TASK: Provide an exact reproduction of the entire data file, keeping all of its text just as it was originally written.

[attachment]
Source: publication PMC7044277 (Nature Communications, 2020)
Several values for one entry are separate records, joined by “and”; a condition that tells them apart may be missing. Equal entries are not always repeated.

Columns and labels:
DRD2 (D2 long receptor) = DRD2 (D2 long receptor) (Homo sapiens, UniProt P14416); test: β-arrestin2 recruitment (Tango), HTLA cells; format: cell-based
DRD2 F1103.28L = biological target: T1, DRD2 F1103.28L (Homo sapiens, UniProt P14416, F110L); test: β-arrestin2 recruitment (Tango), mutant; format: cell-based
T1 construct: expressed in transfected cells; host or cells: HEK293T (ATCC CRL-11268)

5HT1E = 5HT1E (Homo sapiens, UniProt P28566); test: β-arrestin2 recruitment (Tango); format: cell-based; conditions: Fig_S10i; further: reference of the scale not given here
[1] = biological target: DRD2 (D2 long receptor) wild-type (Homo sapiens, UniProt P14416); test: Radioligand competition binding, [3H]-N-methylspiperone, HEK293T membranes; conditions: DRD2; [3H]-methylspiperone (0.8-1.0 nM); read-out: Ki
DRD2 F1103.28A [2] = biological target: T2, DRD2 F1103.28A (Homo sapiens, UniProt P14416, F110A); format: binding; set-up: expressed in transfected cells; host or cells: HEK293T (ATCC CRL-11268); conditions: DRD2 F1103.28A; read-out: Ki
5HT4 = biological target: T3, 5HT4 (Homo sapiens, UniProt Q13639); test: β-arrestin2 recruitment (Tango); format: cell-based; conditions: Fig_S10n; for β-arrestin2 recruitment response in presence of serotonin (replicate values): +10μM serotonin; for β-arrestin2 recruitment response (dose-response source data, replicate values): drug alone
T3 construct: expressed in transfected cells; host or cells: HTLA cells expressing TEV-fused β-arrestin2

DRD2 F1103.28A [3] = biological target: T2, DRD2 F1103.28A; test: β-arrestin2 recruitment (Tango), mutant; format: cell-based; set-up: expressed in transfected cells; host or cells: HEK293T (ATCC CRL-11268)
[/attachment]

Source: publication PMC7044277 (Nature Communications, 2020)
Several values for one entry are separate records, joined by “and”; a condition that tells them apart may be missing. Equal entries are not always repeated.

Columns and labels:
DRD2 (D2 long receptor) = DRD2 (D2 long receptor) (Homo sapiens, UniProt P14416); test: β-arrestin2 recruitment (Tango), HTLA cells; format: cell-based
DRD2 F1103.28L = biological target: T1, DRD2 F1103.28L (Homo sapiens, UniProt P14416, F110L); test: β-arrestin2 recruitment (Tango), mutant; format: cell-based
T1 construct: expressed in transfected cells; host or cells: HEK293T (ATCC CRL-11268)

5HT1E = 5HT1E (Homo sapiens, UniProt P28566); test: β-arrestin2 recruitment (Tango); format: cell-based; conditions: Fig_S10i; further: reference of the scale not given here
[1] = biological target: DRD2 (D2 long receptor) wild-type (Homo sapiens, UniProt P14416); test: Radioligand competition binding, [3H]-N-methylspiperone, HEK293T membranes; conditions: DRD2; [3H]-methylspiperone (0.8-1.0 nM); read-out: Ki
DRD2 F1103.28A [2] = biological target: T2, DRD2 F1103.28A (Homo sapiens, UniProt P14416, F110A); format: binding; set-up: expressed in transfected cells; host or cells: HEK293T (ATCC CRL-11268); conditions: DRD2 F1103.28A; read-out: Ki
5HT4 = biological target: T3, 5HT4 (Homo sapiens, UniProt Q13639); test: β-arrestin2 recruitment (Tango); format: cell-based; conditions: Fig_S10n; for β-arrestin2 recruitment response in presence of serotonin (replicate values): +10μM serotonin; for β-arrestin2 recruitment response (dose-response source data, replicate values): drug alone
T3 construct: expressed in transfected cells; host or cells: HTLA cells expressing TEV-fused β-arrestin2

DRD2 F1103.28A [3] = biological target: T2, DRD2 F1103.28A; test: β-arrestin2 recruitment (Tango), mutant; format: cell-based; set-up: expressed in transfected cells; host or cells: HEK293T (ATCC CRL-11268)